If the title doesn't already give it away, this month we'll be discussing summer beers, how they came about, what styles classify and different beers to look out for.

If you look back through the history of beer, you'll notice a trend of darker or mild beers being available in the colder seasons and lighter, more flavorful beers available in the warmer months. There are a few reasons for this. To start, we'll jump back to the two types of which every beer falls under, ales and lagers.

Lagers are fermented and conditioned at cooler temperatures, originating in caves for cold, consistent temperatures. Although lagers vary in color, flavor and composition, most pale lagers are typically mild and meant to be served well refrigerated. Although no longer the case, historically, these beers were offered in the cooler months when the temperatures were appropriate for this style of beer.

With the equipment available today, we can replicate these conditions, allowing brewers to make almost any style of beer any time. However, since lagers are still mostly very traditional to their respective styles, you'll see most of them offered as either mild year-round beers or winter seasonals.

Ales, on the other hand, were historically brewed in the warmer months because these yeast strains require warmer temperatures to ferment. Ale yeast will ferment the beer quickly, typically giving it a more sweet, fruity and full-bodied flavor.

Due to the seasonal variation between ales and lagers, they were offered at different times of the year.

Again, we can now brew both any time of the year, but we are currently speaking historically. When modern ale brewing came to fruition, brewers started experimenting with different malts, hops and spices.

Throughout the year, they would pick the freshest ingredients available to them to put in their beers. Since the spring and summer offers ripe fruit, brewers would use these in their summer beers. The perfect stylistic example of this is the Belgian Witbier. Traditional Belgian brewers typically brew this style with some type of citrus peel along with coriander, a very herbal/orange-flavored seed. Other ripe fruits such as raspberries and cherries are also traditionally found in Belgian-style beers.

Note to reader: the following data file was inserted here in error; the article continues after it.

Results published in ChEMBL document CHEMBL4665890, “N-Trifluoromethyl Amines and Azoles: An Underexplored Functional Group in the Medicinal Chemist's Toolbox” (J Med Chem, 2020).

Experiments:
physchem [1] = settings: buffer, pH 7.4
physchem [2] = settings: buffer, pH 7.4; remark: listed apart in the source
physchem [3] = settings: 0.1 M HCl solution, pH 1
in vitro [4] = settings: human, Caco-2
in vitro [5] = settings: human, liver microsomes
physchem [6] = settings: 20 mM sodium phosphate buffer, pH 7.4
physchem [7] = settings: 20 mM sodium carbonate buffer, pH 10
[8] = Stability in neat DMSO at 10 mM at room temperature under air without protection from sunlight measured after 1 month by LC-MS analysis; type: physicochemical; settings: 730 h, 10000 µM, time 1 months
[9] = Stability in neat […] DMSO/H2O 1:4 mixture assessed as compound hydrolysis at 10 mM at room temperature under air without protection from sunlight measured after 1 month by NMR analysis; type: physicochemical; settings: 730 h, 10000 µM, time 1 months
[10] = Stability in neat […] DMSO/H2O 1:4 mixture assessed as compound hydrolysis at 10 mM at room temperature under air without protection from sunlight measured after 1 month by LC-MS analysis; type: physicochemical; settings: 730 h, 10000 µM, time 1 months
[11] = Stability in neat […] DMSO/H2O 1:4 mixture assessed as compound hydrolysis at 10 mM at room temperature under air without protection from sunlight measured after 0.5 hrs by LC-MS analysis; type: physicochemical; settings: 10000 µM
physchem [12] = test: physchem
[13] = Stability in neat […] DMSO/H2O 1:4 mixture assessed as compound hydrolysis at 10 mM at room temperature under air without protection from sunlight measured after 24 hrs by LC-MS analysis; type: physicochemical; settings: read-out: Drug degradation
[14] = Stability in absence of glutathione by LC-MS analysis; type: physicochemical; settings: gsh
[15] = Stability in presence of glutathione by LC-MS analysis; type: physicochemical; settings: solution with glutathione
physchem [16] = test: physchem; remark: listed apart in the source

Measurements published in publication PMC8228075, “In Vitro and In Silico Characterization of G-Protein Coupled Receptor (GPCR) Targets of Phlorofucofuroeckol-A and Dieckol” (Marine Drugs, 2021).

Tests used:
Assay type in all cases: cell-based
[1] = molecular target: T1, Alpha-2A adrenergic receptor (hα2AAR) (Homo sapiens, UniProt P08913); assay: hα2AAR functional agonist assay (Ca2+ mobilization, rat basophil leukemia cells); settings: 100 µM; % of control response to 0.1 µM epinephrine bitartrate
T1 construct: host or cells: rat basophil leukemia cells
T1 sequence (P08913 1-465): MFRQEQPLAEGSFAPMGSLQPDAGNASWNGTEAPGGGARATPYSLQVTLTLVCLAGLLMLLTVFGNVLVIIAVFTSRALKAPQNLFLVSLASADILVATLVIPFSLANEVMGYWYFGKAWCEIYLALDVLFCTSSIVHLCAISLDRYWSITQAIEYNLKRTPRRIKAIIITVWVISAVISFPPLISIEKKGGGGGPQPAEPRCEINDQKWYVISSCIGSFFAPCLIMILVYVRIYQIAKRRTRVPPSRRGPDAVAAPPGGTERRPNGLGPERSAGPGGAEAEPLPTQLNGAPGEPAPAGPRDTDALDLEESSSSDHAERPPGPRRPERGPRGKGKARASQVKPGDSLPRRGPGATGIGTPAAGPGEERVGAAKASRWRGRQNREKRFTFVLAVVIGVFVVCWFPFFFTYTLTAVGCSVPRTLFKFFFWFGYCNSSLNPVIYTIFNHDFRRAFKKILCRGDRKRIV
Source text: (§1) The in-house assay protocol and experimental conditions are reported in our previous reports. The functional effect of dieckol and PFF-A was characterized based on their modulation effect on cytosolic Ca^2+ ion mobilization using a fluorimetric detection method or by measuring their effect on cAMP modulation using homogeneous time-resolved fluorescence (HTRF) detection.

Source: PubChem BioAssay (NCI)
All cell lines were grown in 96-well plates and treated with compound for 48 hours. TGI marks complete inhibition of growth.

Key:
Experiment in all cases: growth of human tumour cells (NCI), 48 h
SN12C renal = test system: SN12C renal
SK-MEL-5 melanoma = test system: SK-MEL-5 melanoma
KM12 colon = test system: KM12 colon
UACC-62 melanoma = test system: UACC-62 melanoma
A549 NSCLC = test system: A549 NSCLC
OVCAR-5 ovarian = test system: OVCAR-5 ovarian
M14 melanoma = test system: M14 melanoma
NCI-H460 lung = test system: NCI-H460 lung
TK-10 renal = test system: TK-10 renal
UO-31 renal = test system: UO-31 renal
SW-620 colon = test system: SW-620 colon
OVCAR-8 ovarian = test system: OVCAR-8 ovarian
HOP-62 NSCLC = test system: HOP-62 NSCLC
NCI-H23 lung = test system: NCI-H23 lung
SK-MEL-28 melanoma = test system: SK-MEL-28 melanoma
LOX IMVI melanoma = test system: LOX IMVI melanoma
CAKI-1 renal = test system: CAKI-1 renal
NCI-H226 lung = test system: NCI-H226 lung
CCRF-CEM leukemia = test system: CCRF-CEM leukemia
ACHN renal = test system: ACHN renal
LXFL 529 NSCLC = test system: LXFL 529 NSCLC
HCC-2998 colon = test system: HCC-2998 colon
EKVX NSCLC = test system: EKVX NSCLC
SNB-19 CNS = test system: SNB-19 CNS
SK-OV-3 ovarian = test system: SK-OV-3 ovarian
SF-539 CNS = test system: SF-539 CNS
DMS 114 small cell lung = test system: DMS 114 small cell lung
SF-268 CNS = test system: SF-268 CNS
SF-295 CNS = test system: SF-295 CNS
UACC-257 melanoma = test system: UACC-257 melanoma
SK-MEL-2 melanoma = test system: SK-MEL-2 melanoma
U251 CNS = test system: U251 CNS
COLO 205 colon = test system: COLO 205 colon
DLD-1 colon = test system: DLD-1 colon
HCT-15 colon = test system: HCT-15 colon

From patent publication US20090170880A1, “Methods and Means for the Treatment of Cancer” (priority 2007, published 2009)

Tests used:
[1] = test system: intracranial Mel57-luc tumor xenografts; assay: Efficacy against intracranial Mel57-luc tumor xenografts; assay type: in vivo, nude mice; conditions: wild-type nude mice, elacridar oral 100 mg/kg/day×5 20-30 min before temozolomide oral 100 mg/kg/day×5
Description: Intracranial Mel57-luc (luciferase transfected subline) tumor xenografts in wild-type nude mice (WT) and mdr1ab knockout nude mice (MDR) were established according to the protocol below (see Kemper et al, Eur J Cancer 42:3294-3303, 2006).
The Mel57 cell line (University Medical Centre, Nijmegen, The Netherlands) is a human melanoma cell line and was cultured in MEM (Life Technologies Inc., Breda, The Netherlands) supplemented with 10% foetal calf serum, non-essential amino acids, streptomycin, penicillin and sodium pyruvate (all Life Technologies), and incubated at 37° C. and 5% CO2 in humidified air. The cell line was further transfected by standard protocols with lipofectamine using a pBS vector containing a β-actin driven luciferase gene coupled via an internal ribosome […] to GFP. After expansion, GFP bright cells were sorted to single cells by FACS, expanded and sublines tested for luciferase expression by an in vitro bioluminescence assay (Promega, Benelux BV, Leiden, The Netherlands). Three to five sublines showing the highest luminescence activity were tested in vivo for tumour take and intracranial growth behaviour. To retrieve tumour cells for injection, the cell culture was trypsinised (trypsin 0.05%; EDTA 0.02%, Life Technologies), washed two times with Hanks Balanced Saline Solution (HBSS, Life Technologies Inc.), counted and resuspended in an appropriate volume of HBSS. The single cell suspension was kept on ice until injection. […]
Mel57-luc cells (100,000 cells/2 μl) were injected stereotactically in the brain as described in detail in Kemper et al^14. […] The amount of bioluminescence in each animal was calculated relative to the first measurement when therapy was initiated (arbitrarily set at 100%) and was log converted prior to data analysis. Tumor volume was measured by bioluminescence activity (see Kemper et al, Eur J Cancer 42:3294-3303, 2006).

You will find most summer seasonal beers to be light-bodied and very flavorful. Modern brewers who offer these styles of beers have trended toward fruity and citrus flavors.

For example, Deschutes Brewery's Twilight Summer Ale is made with whole-flower hops that combine to give this beer very grassy, floral and citrus flavors.

Another beer to look out for is Dogfish Head's Festina Peche, brewed with peaches.

Looking back to the historical difference between ales and lagers versus the modern examples, brewers have begun making light-bodied summer lagers.

An example of this would be Troegs Sunshine Pils, a fuller-bodied pilsner lager with a citrus and floral character. These are commercial examples of summer beers you should definitely give a shot before the end of the season.

After mentioning a few of the larger breweries' summer beers, we have to give a shout-out to all of the local breweries. Your local breweries also offer fantastic beers to be enjoyed this summer. Moon River Brewing Co. brews their Wild Wacky Wit, a Belgian Witbier brewed with spices.

Coastal Empire Brewing Co. offers their year-round Tybee Island Blonde. This session-able beer with clean and crisp notes is brewed with the noble hop variety.

Last, but not least, Southbound Brewing Co. recently launched the Scattered Sun Belgian Wit, another Belgian Style Witbier brewed with bitter orange peel and coriander.

You can find all of these beers around our area. We'd suggest you give these local beers a try, then start exploring some other summer seasonal options brewed by other fantastic brewers of the southeast.

Smith Mathews (brewmaster) and Carly Wiggins (marketing director) are founders of Southbound Brewing Company, Savannah's only production microbrewery. Go to southboundbrewingco.com or send an email to info@southboundbrewingco.com.